Apple iPhone

The iPhone release is still on its traditional schedule

Written by Kamil Arli

Taking a look back at another week of news from Cupertino, this week’s Apple Loop includes thoughts on the iPhone 8 release date and its expensive price, going 4G LTE with the MacBook Pro, new features in iOS 10.3, why the iPad turnover rate is low, Apple’s 14-week quarter, a long-term review of the AirPods, and secrets of Apple at the Superbowl.


Apple Loop is here to remind you of a few of the very many discussions that have happened around Apple over the last seven days (and you can read our weekly digest of Android news here on Forbes).

The iPhone Release Is Still On Its Traditional Schedule

The launch date of Apple’s 2017 flagship smartphone should not be in doubt. Everything over the last few years has been geared towards a yearly product cycle with a new handset launched in September. There’s a rising idea that Apple will go early to meet the June 29th anniversary of the iPhone. I’m happy to argue that the idea of an early launch and sale is not going to happen:


Could Apple simply announce the iPhone in June or July and hold off sales until late September? Yes, but you’d be triggering one of the biggest Osborne Effects in the smartphone world since Nokia announced a switch to Windows Phone 10 months before the handsets were ready. Apple has a well-used PR strategy for phone launches built around a short window from launch to retail that includes one or two profile interviews with key staff, handset previews and the careful allocation of the first review units. That would struggle to stretch over three months. Again, I’m looking at Apple’s historical precedents and I can’t see a time where it sacrificed quality and planning for a few weeks advantage over a weakened competition.

More here on Forbes.

Mophie Juice Pack Air with Charge Force (image: Ewan Spence)

Mophie Juice Pack Air with Charge Force (image: Ewan Spence)

Expect Sticker Shock With The iPhone 8

SEE ALSO:   Apple has reportedly ordered 70 million OLED panels from rival Samsung for upcoming iPhone 8

That the iPhone 8 is going to improve on the features of the iPhone 7 family is assured. That also means that Apple’s margin has to drop or the price to consumers is going to rise. Which do you think Apple will favour? If you said ‘the retail price’ then you’d be correct, and it’s down to heat:

[KGI analyst Ming-Chi Kuo] claims the reason for this is the wireless charging component inside the phones which creates a lot of heat and Apple has had to add a new graphite layer to protect the 3D Touch sensor behind the screen. He adds that Apple has additional thermal challenges with the iPhone X as well because the swap to an ‘All Glass’ design reduces heat dissipation compared to aluminium.

Kuo says these measures mean end users won’t feel the increased heat, but the combination of the new graphite layer and 3D Touch module (which is 30-50% more expensive) will push the iPhone range over the $1,000 price point for the first time. This higher price point is backed up by an independent report from FastCompany yesterday which cited “a source with knowledge of Apple’s plans”.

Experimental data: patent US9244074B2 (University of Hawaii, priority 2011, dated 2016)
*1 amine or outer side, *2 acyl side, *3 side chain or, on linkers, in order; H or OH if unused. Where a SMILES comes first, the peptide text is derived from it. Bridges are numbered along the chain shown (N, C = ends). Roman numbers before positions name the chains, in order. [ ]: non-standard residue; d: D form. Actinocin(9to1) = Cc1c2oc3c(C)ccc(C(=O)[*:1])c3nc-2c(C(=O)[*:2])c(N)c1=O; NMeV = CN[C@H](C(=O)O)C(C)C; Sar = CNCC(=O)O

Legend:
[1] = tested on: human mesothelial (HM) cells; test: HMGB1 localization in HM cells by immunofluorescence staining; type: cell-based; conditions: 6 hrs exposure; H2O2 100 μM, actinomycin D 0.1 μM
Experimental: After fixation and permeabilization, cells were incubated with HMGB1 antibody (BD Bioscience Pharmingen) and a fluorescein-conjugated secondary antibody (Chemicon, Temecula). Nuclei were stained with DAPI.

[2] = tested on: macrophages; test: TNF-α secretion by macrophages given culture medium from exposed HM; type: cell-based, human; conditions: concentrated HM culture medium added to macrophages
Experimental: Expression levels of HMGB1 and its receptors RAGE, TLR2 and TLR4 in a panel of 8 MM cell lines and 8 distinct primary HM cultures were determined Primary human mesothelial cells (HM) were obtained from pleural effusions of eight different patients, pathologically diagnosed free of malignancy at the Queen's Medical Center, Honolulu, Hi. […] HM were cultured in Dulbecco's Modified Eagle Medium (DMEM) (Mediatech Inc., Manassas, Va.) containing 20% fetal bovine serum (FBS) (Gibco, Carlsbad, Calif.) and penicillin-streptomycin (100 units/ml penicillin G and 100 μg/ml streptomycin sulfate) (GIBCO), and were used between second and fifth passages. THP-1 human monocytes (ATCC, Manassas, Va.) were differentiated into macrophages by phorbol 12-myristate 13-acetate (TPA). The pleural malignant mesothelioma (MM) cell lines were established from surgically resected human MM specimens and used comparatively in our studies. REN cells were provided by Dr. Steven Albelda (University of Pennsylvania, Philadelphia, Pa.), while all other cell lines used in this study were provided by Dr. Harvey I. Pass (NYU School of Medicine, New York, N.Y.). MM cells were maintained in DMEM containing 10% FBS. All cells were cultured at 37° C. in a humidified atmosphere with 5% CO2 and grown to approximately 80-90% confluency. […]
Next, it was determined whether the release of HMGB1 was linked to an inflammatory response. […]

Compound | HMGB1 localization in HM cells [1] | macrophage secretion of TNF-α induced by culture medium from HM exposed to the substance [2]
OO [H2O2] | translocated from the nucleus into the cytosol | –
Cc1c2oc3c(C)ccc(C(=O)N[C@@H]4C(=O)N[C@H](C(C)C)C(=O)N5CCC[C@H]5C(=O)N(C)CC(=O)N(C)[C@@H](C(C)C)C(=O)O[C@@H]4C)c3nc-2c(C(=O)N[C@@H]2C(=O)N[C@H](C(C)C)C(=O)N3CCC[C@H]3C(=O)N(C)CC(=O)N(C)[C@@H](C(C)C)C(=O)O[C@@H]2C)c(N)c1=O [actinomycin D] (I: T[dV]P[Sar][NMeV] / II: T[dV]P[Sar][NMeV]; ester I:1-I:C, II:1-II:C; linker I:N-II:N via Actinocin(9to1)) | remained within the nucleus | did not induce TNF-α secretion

Read more on the iPhone price.

Untethering The MacBook

Apple has a vision on what it wants its laptops to be and where they fit into its product portfolio. What happens when the competition focus on features that Apple has not yet implemented? Windows 10 laptops are increasing coming with support for 4G and mobile data built-in to the delight of consumers. A recently published patent suggest that Apple is working on embedding antenna in the hinge of the MacBook family that would include bluetooth, GPS, wi-fi… and cellular connectivity:

Apple’s current portfolio has an option for the mobile road warrior looking for a keyboard – a Smart Keyboard Cover to an iPad Pro with cellular connectivity ticks that box, but you are faced with the question of using an iPad Pro as a ‘full-blown’ portable computer. For many that is enough, but for others the flexibility, power, and third-party macOS apps are requirements.

With Microsoft encouraging its partners to push at cellular connectivity in Windows 10 devices, the MacBook Pro range could easily stand out as not meeting consumer expectations by the end of 2017. With last year’s laptops already having to answer ‘what makes the Pro a professional machine’, Apple may feel it has little choice but to react to market demands.

More thoughts on a truly untethered MacBook here.

Macbook, March 2015 (image: Apple PR)

Macbook, March 2015 (image: Apple PR)

Calling Out Of Coverage On iOS 10.3

Lurking inside the latest release of iOS is a new version of Wi-fi calling. If your network supports this feature it means you can use your home or office wi-fi for voice calls rather than relying on a cellular connection. Verizon users with iOS 10.3 can now use this handy feature. Gordon Kelly has more:

iOS 10.3 brings an upgraded version of WiFi Calling which allows iPhone users to make and receive WiFi calls on all their other iCloud-connected devices whether that is an iPad, iPod touch, Apple Watch or Mac. The big differentiator between what Verizon customers had before and what they will have with iOS 10.3 is WiFi Calling on these devices still works even if your iPhone is on a different WiFi network or switched off – nothing needs to be routed through your iPhone as before.

While Verizon customers will be delighted by this addition, it is actually long overdue. After all not only do the network’s biggest rivals offer this already, but so do many smaller US carriers like MetroPCS and Simple Mobile. It has also been rolled out by several international carriers.

Read the rest of the article here

About the author


Kamil Arli

Editor of Digital Media Consultant

Leave a Comment